Leadership Lessons: Balance

  • Published
  • By Maj. Eric Quidley
  • 319th Logistics Readiness Squadron commander
What is balance? What does it mean to have balance in life? There are multi-volume texts and graduate courses on this topic. The intent of this short commentary is not to compete with the level of research and application found in those. Instead, I would like to mention a recent experience I had where I caught myself saying to a colleague that another person we had just met must have found the secret to balance.

I was on a temporary duty to a fairly large Air Force base attending some training, which was required for a future position. While there, on the day in question, I glanced at the schedule of events for the afternoon and learned that our next block of training was going to be taught by a motivational speaker. For some reason or another, I have ended up hearing many motivational speakers over the years and many have fallen far short of their title. This one though, was different, very different. This guy walks in like any other normal Joe and begins to speak. He has a nice presence, a pleasant tone of voice and is articulate--all great qualities to have in his profession so I gave the guy a chance. After a few minutes of hearing him speak, it hits me. This man has no arms. He was born without arms!

Over the course of a two-hour block of time, he told us some of the details of his life. He shared with us his view of the world. During his presentation, I had a moment of clarity. If this man can be as successful as he is and so willing to help other people, what can I do to better myself and others around me? There was no theme music or anything like you see in the movies, but the feeling was the same. This experience was very cathartic for me.

That night I went back to billeting, called my wife and tried to recall every detail of this great man's life. Then, I sat down and tried to think of what I could do to make small changes in my life to make myself better. It is nothing cosmic, but this is what I came up with:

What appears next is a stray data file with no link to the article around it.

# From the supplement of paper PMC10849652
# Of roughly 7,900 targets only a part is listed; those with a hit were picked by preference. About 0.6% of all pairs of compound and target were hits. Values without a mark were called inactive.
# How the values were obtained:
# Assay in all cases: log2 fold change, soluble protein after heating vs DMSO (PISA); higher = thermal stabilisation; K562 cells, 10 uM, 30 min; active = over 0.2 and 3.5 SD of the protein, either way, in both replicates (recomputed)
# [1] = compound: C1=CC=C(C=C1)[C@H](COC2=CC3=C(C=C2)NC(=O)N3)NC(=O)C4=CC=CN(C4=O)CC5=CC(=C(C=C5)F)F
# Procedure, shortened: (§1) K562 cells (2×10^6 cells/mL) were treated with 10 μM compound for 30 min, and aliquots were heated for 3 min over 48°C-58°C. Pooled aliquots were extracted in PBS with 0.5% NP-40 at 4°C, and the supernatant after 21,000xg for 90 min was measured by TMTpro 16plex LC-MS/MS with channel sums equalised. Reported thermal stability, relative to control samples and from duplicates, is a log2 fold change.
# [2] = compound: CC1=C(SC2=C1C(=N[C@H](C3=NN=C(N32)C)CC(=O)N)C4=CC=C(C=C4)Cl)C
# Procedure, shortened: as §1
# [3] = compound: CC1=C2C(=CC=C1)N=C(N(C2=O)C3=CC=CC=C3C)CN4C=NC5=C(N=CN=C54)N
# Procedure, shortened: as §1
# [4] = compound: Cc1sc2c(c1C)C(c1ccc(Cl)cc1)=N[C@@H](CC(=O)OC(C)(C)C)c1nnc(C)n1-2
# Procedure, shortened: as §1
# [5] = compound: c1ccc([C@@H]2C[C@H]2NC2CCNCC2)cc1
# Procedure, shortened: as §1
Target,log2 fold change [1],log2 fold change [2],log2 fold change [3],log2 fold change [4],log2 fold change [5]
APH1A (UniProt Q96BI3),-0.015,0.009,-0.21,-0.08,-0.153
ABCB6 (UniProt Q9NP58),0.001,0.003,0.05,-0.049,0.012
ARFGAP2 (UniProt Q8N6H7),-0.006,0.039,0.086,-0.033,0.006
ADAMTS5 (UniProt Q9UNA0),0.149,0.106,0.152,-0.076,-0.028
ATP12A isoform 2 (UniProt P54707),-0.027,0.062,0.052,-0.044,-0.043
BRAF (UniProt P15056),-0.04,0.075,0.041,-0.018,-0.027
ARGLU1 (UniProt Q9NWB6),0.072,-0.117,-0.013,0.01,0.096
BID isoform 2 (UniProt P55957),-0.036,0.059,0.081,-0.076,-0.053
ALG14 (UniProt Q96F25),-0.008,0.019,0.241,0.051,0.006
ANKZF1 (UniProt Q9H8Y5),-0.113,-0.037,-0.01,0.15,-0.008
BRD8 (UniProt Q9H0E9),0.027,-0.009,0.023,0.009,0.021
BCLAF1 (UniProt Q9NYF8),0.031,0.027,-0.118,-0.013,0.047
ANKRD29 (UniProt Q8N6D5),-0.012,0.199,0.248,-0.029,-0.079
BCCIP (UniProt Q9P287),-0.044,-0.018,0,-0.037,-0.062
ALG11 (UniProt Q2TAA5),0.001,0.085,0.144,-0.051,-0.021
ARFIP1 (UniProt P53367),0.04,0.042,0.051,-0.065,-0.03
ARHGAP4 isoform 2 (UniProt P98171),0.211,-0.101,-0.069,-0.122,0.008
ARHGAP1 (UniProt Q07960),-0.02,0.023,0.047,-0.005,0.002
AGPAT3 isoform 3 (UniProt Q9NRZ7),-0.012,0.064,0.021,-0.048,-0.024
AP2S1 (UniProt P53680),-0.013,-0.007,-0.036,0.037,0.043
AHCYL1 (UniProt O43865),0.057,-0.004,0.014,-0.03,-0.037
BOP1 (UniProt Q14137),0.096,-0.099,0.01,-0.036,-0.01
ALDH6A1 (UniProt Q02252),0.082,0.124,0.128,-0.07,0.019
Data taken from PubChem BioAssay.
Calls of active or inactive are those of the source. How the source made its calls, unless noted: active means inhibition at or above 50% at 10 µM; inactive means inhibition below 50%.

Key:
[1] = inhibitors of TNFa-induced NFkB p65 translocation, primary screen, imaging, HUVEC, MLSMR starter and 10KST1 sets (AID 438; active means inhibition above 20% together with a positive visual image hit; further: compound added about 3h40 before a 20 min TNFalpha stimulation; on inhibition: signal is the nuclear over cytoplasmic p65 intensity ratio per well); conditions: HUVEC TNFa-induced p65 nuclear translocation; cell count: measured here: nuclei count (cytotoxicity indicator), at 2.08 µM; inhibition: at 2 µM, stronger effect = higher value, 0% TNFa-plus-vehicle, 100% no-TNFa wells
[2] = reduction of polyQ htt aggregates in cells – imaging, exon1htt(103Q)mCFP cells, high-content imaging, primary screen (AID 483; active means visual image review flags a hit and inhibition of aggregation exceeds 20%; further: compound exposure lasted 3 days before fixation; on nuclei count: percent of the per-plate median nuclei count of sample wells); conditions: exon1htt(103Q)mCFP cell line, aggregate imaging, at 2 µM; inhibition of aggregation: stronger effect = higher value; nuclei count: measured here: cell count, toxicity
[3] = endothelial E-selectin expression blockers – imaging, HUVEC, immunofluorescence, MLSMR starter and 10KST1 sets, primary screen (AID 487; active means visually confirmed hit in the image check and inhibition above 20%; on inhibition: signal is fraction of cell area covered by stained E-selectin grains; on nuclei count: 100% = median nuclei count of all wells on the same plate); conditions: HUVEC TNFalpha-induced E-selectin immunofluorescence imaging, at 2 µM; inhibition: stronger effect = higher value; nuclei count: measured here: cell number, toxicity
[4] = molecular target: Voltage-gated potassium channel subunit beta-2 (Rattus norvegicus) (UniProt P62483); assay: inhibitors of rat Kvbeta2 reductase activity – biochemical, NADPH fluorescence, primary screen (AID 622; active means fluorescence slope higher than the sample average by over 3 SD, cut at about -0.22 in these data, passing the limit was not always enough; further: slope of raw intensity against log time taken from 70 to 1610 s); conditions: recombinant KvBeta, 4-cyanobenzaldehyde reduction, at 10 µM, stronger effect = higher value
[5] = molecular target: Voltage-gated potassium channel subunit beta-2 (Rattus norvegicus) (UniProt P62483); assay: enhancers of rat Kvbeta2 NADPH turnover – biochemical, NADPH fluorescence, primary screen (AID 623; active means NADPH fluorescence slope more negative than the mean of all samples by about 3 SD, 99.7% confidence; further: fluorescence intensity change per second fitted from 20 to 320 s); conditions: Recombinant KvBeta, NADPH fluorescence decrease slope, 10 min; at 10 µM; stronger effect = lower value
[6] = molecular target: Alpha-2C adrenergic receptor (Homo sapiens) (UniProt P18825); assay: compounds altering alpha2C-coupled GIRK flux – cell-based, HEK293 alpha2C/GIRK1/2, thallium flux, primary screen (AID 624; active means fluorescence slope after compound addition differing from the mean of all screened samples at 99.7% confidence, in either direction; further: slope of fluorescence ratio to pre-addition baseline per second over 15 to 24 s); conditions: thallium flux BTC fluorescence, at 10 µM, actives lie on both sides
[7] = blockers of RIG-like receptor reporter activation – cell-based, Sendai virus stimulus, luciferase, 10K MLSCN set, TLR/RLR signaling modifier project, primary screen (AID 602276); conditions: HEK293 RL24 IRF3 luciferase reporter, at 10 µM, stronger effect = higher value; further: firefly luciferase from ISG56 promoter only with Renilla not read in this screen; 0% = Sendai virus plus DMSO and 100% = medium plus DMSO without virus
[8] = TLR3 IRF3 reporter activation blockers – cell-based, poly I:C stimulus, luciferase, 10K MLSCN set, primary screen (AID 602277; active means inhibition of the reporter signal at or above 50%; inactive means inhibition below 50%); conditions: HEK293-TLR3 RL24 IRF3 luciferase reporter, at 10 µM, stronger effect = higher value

Take time for meaningful reflection. Since then, I have set aside time for frequent meaningful reflection. Some folks have perfected this through various methods such as meditation. For me, it is simply taking a few minutes each day to be alone with just my thoughts. I have found that in just these few minutes each day with dedicated time and no distractions, I can take on some of the toughest issues and tackle them with relative ease.

Say thank you today and every day. This is such a simple thing to do and it goes such a long way. We all get busy and sometimes we do not take time to thank folks for what they do. Even if someone does the same thing every day as part of their normal duties, it is important to recognize what they do and let them know how important their role is in the unit. Try it. Genuinely thank someone and watch how you make them feel. It is contagious.

Ask someone what you can do to make their day better, and mean it. There are so many ways you can positively affect the folks around you and many of these ways take little to no resources, just a little bit of your time. Most folks just need someone to talk to or to bounce ideas off of.

Trim the fat. What are the things that you do every day that fail to add value to your life? I have cut several things from my old daily routine that added nothing to my well-being. I have replaced them with some "must pay bills" which are the things that have positive impacts on me physically and mentally. For instance, one of my "must pay bills" in my new schedule is dedicated time for fitness. This specific fitness time is in addition to the PT I do with my unit. This time happens to fall before normal duty hours and doubles as valuable quality time with my wife. This works out great because we work out together before the kids wake up (usually around 4:30 a.m.).

I have a few more of these "must pay bills" that my family and immediate staff members know about. I would argue that if other folks around you, particularly those close to you, do not know what your "must pay bills are," you are less likely to fit them in. Since my family and coworkers know how much I value my mental and physical well-being, they are instrumental in helping me make the time to stay this way.

The second part of this piece is to ask those around you what their "must pay bills" are. Doing this allows you to help them. You may be surprised at what you hear.

The last takeaway I had from hearing this man's story was based on how enthusiastic he was about life. I decided to be more enthusiastic just to see how it affected the folks around me. Honestly, I was shocked. The bottom line is attitudes are contagious... is yours is worth catching?